Jack Goldsmith, writing in the Guardian, tells us that the “deep state” is real and dangerous. His assertions carry weight for two reasons.
First, Goldsmith should know. He was a high ranking Justice Department official — head the Office of Legal Counsel — during part of the George W. Bush administration. This placed him in the middle of issues regarding national security, electronic surveillance, and the like. He also worked closely with James Comey, including during the famous incident at Attorney General Ashcroft’s hospital bed that made Comey famous (or at least a legend in his own mind).
Goldsmith is also author of Power and Constraint, a book I reviewed for the Federalist Society. Goldsmith’s research kept him very much in touch with the deep state and issues relating to its power.
Second, Goldsmith is a strong critic of President Trump. Thus I view his agreement with Trump about the “deep state” as more significant than the concurrence of Trump’s defenders, from whom we normally here such assertions.
It’s also noteworthy that Goldsmith’s column on the deep state appears in The Guardian, a left-wing organ. Remember, though, that the left, at times in the past, has been more inclined than the right to worry about the dangers posed by agencies like the CIA and the FBI.
At any rate, Goldsmith has this to say about the deep state and Donald Trump:
America doesn’t have coups or tanks in the street. But a deep state of sorts exists here and it includes national security bureaucrats who use secretly collected information to shape or curb the actions of elected officials. . . .
The deep state has been blamed for many things since Donald Trump became president, including by the president himself. Trump defenders have used the term promiscuously to include not just intelligence bureaucrats but a broader array of connected players in other administrative bureaucracies, in private industry, and in the media.
But even if we focus narrowly on the intelligence bureaucracies that conduct and use information collected secretly in the homeland, including the FBI, National Security Agency (NSA), and National Security Council, there is significant evidence that the deep state has used secretly collected information opportunistically and illegally to sabotage the president and his senior officials – either as part of a concerted movement or via individuals acting more or less independently. . . .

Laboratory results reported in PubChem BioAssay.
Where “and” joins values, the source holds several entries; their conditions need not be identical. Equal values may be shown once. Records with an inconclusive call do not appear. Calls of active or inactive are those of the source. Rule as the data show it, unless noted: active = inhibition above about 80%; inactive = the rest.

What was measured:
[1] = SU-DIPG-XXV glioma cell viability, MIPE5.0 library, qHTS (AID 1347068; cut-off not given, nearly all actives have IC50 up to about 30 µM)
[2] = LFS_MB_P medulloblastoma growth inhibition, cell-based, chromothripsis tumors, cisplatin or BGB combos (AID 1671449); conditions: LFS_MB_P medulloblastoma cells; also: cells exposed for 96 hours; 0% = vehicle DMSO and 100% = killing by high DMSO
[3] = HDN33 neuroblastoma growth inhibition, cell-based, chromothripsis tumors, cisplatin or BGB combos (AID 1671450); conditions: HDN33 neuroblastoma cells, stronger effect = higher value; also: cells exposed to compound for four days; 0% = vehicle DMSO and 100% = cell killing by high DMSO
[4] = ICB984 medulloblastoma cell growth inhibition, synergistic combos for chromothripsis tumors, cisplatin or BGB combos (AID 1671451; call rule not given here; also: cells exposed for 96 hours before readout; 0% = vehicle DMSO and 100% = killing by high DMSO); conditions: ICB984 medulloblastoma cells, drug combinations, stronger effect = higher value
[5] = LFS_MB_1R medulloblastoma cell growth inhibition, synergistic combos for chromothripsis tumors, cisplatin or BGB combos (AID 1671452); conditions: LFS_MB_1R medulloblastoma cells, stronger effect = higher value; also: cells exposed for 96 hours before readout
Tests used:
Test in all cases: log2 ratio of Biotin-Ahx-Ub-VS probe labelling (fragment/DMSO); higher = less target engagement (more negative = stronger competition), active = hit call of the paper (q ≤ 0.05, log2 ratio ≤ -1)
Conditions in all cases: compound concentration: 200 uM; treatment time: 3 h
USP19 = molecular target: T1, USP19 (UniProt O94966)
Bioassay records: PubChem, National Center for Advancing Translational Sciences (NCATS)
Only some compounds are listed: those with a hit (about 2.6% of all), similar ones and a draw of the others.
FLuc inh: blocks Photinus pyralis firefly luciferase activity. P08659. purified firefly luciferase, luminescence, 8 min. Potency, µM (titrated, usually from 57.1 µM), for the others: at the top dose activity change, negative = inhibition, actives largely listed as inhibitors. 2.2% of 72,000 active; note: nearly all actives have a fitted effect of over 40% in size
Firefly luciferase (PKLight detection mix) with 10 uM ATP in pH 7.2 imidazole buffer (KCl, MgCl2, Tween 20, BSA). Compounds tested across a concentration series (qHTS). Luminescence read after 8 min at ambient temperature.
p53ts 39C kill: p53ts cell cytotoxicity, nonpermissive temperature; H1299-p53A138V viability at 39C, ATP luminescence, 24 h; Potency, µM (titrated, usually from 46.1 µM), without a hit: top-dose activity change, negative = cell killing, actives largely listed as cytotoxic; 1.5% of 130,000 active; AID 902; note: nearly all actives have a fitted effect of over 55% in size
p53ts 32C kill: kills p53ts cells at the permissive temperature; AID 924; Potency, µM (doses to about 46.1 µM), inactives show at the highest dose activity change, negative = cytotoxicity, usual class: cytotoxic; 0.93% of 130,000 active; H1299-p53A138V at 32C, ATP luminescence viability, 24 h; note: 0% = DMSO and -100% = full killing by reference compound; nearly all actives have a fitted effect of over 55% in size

Since Trump was elected, unusually sensitive leaks of intelligence information designed to discredit him and his senior leadership have poured forth from current and former intelligence officials in the deep state.
Goldsmith provides several examples. He then writes:
These leaks probably mark the first time ever that the content of foreign intelligence intercepts aimed at foreign agents that swept up US-person information was leaked. They clearly aimed to damage US persons – ones who happen to also be senior US government officials.
They were unlawful and, beyond that, they violated two until-now strict taboos about leaks – first on revealing the content of foreign intelligence information collected through electronic surveillance, and second on revealing the content of incidentally collected information about American citizens.
Many people, including many who are not in the Trump camp, have interpreted these leaks to violate a third taboo by marking a return to the Hoover-era FBI’s use of secretly collected information to sabotage elected officials with adverse political interests.
In fact, the deep state’s conduct towards the Trump administration goes beyond the realm of J. Edgar Hoover:
[W]hile Hoover did many awful things in quiet, neither during his reign nor at any other time in American history have we seen such a profusion of sensitive leaks from the deep state with such an overtly political aim to bring down senior leadership.
Remember, this isn’t Sean Hannity. It’s Jack Goldsmith.
Goldsmith has no doubt that the consequences of the deep state’s abuses towards the Trump administration are grave:
[T]he whole ordeal has already done great damage to both the presidency and the national security bureaucracy.
As deep state officials get a taste for the power that inheres in the selective revelation of such information, and if the leaks are not responded to with severe punishments, it is easy to imagine the tools that brought down Flynn being used in other contexts by national security bureaucrats with different commitments and interests.
Even the most severe critics of Trump should worry about this subtle form of anti-democratic abuse. The big loser in all this will probably be the national security bureaucracy itself and, to the extent it is weakened, the security of the American people.
All of this notwithstanding, Goldsmith lamely suggests that special circumstances might have justified the deep state’s assault on the Trump presidency. What special circumstances? Sally Yates (an anti-Trumper temporarily in charge of the Justice Department) thought that Michael Flynn might become a Russian agent, or something. Plus, there were hints of collusion between Russia and Trump, a matter already being investigated (by anti-Trumpers in the deep state).
Goldsmith makes no attempt to show that these circumstances did, in fact, justify the deep state’s assault on the president. He simply allows it as a possibility.
But the deep state will always be able to cite, or gin up, “special circumstances” to justify its interference in our politics — just as, to return to the analogy with which Goldsmith begins his article — South American military leaders were always able to some up with special circumstances to justify military coups.
I think Goldsmith understands this. Maybe that’s why the alarmist portions of his discussion of the deep state’s conduct are so ringing while his suggestions that the deep state acted with justification seem so perfunctory.